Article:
This makes me think about God’s instructions to Moses and the Israelites who were hungry in the desert. Exodus 16 “4 Then the LORD said to Moses, “I am going to rain bread from heaven for you, and each day the people shall go out and gather enough for that day. In that way I will test them, whether they will follow my instruction or not. 5 On the sixth day, when they prepare what they bring in, it will be twice as much as they gather on other days.” And at first, the people didn’t follow instructions. They had been hungry and worried about their next meal. Even though God told them not to store up food for the next day because more food would come, they didn’t believe. They went out and gathered all they could eat that first day, and then gathered extra to store for later. That night, bugs came and ate all of their leftovers, and all of their stockpiles, and more manna rained down from heaven. Then on the day before Sabbath, they were allowed to gather leftovers for the 7th day, and that night the bugs didn’t come. Each day, they got their daily bread. They weren’t supposed to hoard as much Manna as they possibly could; they weren’t supposed to take more or less Manna depending on how affluent their family was. They were all supposed to take as much as they needed to eat for that day, and to trust that more would come in the morning.
Trusting God for our provisions is not something that we excel at, as humans. It is our instinct to stock up as much stuff as we can, to worry constantly about whether we have enough stuff and to try to figure out how we can go about obtaining more stuff. In other words- we like being in control—or at least pretending that we are in control- of our provisions. We feel like we won’t be secure unless we are sitting around counting up our stuff and acting like we are the masters of everything we have. And stuff makes us feel like we are in control. But Jesus says that it is actually the opposite- while we are over here acting like we are in control of our money, it’s really our money that has control of us. Jesus refers to money as a “Master” and says in Matthew 6:24 that we cannot have two masters. We cannot serve both God and money. We have to choose one Master.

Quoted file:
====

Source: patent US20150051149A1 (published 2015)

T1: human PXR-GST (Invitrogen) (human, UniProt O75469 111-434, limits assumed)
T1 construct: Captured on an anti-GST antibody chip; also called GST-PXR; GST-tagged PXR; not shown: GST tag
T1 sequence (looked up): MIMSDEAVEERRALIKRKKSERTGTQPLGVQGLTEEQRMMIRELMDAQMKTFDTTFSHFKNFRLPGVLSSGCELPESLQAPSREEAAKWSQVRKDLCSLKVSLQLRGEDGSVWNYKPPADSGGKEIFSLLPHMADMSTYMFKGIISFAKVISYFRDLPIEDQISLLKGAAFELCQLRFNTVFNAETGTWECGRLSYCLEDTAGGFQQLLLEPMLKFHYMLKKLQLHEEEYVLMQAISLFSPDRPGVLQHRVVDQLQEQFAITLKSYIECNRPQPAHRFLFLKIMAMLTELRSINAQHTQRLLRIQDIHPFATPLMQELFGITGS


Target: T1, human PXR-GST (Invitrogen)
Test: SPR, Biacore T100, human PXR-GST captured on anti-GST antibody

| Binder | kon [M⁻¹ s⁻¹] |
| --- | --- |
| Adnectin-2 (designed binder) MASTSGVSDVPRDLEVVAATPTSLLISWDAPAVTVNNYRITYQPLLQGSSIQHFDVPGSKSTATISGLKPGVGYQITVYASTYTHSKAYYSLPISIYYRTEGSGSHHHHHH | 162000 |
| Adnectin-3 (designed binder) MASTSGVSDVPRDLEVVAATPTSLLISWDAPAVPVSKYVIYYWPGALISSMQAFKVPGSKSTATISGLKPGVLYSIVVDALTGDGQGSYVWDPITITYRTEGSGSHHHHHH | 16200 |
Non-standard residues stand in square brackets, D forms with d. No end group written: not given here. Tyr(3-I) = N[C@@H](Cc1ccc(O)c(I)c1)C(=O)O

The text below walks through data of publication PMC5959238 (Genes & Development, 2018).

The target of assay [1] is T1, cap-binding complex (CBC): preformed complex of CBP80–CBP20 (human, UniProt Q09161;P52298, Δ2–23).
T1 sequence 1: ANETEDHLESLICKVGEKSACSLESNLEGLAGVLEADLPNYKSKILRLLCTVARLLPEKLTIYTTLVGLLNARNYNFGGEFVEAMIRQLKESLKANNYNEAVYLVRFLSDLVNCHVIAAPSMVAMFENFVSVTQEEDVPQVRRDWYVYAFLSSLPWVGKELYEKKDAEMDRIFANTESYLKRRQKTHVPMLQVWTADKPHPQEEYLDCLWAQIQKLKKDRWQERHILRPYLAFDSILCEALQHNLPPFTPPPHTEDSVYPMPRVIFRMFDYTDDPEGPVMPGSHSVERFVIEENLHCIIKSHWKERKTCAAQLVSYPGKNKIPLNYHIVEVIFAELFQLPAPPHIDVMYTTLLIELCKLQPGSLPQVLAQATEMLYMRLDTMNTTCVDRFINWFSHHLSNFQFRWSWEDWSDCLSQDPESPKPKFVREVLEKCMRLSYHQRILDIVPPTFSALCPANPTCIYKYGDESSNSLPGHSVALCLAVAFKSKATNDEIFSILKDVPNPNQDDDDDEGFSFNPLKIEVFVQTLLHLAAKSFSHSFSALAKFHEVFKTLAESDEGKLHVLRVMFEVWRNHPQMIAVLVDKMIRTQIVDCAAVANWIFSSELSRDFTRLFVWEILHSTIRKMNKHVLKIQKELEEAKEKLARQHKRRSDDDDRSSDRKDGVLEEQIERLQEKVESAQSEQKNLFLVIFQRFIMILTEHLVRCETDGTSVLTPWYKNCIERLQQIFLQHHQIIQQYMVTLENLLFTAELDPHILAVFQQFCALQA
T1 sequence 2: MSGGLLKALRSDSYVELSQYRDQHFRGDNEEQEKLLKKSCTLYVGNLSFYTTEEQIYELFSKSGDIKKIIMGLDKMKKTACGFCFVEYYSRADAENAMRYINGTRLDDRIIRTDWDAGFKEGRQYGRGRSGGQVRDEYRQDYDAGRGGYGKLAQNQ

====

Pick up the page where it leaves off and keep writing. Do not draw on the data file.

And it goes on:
Worrying about our provisions makes us feel like we are in control, but finances are actually a heavy burden, a constantly demanding Master, but Jesus invites us to lay down that burden. “Come to me, all you that are weary and are carrying heavy burdens, and I will give you rest. Take my yolk upon you, and learn from me; for I am gentle and humble in heart, and you will find rest for your souls. For my yolk is easy and my burden is light” (Matt 11:28-30). Doesn’t that sound inviting? I hear that and I’m like “count me in, where do I sign up?” But in order to be a servant of God we have to make a sacrifice. We have to sacrifice our heavy burden in exchange for a light one. We have to lay down our worry and our pretense of control. We have to be willing to trade out stress for peace. We have to be willing to receive rest. That sounds like a no-brainer, but it’s easier said than done.